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CY Urges Three-level Prevention of Sexual Assault of Children and Youths

  • PostDate:2021-09-29

The protection of the rights of children and youths in Taiwan should be in line with international standards, and the securing of their personal safety is an even more pressing concern. To effectively prevent these young people suffering sexual assaults, four CY members—Hui-Jung CHI, Mei-Yu WANG, Chu-Fang CHANG, and Ta-Hua YEH—have urged the government to examine the existing mechanisms by launching an investigation entitled ‘Discussion on the Effectiveness of the Government’s Implementation of Preventing the Sexual Assault of Children and Youths.’ This investigation, built around a conceptual framework of three-level protection, ran from August 2020 to July 2021.

2020 saw 10,334 cases with 9,212 victims reported in 2020. Among these, 5,979—64.9%—of the victims were children. CY members proposed that a three-level prevention framework be put in place to protect children and youths from sexual assault:

  • Level 1 (Primary): Precautionary measures for when problems are unclear or have yet to arise. Regulations have not been updated to take into account the vigorous development of new media, and as such, the government should work to revise them. Additionally, education should be used to inform young people about risk factors, so that they can have a clear grasp of them as early as possible.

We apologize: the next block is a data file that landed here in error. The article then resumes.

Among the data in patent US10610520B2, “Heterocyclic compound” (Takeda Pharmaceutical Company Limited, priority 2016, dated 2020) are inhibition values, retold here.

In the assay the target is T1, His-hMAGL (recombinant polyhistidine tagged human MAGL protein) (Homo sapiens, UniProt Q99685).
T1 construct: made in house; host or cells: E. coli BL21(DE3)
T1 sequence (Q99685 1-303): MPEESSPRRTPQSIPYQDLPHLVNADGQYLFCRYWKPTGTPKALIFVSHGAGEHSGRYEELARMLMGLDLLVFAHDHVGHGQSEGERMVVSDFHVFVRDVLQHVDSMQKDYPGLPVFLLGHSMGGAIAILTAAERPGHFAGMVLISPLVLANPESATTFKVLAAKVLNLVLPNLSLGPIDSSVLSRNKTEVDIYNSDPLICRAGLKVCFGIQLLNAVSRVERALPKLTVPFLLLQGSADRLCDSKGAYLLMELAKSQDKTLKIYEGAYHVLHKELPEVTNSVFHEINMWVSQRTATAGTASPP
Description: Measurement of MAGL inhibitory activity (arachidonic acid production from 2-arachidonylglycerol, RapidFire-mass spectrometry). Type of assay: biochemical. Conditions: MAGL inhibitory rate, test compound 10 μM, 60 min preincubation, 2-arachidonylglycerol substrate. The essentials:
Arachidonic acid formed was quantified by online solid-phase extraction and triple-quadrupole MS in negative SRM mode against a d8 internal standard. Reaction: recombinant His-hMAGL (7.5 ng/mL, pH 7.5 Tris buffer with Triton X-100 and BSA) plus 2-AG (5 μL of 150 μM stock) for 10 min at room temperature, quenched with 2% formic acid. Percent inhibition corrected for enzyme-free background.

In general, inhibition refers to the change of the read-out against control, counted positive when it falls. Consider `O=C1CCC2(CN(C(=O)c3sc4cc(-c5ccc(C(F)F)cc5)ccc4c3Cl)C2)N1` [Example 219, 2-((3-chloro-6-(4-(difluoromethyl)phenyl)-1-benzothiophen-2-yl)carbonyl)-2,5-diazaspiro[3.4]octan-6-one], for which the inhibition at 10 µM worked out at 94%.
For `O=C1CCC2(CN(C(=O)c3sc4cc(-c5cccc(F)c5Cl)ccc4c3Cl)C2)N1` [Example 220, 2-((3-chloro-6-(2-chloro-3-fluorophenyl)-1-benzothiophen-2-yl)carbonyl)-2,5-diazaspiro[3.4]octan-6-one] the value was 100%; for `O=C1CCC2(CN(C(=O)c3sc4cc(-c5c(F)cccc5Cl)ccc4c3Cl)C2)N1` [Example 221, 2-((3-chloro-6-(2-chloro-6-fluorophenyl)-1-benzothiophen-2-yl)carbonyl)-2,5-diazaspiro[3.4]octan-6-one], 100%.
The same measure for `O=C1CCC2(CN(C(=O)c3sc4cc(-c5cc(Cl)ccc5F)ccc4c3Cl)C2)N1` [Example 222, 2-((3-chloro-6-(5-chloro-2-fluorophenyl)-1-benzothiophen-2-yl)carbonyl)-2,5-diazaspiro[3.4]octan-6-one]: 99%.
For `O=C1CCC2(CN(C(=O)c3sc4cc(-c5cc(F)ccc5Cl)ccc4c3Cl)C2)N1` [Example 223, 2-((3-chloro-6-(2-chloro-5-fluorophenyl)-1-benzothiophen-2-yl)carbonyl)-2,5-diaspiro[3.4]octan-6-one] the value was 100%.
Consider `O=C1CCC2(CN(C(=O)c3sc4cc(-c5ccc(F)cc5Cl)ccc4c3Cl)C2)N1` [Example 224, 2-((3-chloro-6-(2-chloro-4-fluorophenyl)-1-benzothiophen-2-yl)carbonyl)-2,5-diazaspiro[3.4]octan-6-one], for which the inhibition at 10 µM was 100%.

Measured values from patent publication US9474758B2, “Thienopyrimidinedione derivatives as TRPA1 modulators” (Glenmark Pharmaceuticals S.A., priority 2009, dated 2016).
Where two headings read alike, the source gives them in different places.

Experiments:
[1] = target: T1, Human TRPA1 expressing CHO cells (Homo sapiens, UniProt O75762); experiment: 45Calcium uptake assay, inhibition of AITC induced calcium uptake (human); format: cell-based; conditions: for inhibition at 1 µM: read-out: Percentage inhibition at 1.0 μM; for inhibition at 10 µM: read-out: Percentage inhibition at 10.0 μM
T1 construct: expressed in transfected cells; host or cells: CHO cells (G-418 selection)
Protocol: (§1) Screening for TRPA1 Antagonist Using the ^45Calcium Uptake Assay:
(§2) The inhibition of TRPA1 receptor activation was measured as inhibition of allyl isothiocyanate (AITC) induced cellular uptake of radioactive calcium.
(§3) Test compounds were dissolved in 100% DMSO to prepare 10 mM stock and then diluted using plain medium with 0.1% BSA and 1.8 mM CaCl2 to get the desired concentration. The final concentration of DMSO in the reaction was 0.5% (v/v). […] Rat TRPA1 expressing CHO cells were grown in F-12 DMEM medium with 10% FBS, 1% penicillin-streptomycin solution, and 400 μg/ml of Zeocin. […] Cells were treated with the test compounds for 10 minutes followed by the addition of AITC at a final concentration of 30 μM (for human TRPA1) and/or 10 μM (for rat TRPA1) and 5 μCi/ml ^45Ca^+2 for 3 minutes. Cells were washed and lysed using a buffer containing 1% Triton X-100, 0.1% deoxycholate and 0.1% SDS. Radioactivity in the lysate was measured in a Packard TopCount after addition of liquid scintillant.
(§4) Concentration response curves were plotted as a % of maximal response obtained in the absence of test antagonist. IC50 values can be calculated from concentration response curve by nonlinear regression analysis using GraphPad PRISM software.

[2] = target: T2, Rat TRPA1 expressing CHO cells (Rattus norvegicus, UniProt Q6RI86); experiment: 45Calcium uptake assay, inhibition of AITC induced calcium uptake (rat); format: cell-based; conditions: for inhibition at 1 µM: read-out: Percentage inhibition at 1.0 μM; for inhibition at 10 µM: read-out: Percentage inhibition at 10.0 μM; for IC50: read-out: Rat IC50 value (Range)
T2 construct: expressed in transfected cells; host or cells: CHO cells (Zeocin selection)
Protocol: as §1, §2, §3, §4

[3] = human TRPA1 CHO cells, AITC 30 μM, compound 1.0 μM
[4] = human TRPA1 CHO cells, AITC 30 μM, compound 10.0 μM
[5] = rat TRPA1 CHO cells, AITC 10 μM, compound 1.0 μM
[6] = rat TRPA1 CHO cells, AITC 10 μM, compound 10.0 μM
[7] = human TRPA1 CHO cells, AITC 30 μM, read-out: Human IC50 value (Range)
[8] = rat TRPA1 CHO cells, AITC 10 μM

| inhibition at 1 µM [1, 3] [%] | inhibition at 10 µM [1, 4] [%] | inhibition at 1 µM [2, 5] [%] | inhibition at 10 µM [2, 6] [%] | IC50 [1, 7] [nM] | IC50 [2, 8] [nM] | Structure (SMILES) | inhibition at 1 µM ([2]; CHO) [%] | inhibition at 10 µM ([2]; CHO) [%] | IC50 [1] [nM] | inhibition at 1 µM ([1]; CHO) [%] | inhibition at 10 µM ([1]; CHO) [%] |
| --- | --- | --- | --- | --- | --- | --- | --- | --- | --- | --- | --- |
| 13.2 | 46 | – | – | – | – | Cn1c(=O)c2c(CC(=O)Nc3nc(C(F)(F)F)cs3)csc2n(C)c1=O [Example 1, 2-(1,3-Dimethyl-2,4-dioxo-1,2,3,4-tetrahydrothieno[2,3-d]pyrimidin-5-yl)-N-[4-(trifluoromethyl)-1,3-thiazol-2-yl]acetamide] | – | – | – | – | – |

• Level 2 (Secondary): Preventive measures that facilitate early warning for communities at risk to prevent more severe problems developing. Sexual assault cases tend to play out against backgrounds of unequal power relations, and the government should pay attention to these within schools and shelters/placement agencies. Furthermore, we should confront the issue of such cases in indigenous areas and focus on the growing rate of victimization among boys.
  • Level 3 (Tertiary): Preventive measures aimed at providing counseling following sexual assaults. Measures such as strengthening protection of whistleblowers and their rights to work, creating a friendly environment on campuses and in shelters/placement agencies where young victims can ask for help, reviewing resources to ensure sufficient resources are available, and reviewing the assistance during trials could effectively reduce the number of hidden cases.
The investigation report incorporated recommendations to be implemented for further protection of children and youths’ rights, particularly given that the CRC, CRPD, and CEDAW are all enshrined in Taiwanese law. The four CY members continue to urge the government to put in place this three-level prevention framework to help secure the personal safety of Taiwan’s children and young people and provide a greater sense of security to the public.